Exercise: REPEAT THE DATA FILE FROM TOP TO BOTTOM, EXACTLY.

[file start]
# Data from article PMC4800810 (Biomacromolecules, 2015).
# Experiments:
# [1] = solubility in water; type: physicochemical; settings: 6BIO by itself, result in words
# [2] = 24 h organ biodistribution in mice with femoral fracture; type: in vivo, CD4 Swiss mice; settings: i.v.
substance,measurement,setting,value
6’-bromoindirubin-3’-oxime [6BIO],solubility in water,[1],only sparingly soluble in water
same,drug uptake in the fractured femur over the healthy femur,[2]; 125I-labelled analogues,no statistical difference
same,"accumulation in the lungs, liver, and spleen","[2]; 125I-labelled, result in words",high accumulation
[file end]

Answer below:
# Data from article PMC4800810 (Biomacromolecules, 2015).
# Experiments:
# [1] = solubility in water; type: physicochemical; settings: 6BIO by itself, result in words
# [2] = 24 h organ biodistribution in mice with femoral fracture; type: in vivo, CD4 Swiss mice; settings: i.v.
substance,measurement,setting,value
6’-bromoindirubin-3’-oxime [6BIO],solubility in water,[1],only sparingly soluble in water
same,drug uptake in the fractured femur over the healthy femur,[2]; 125I-labelled analogues,no statistical difference
same,"accumulation in the lungs, liver, and spleen","[2]; 125I-labelled, result in words",high accumulation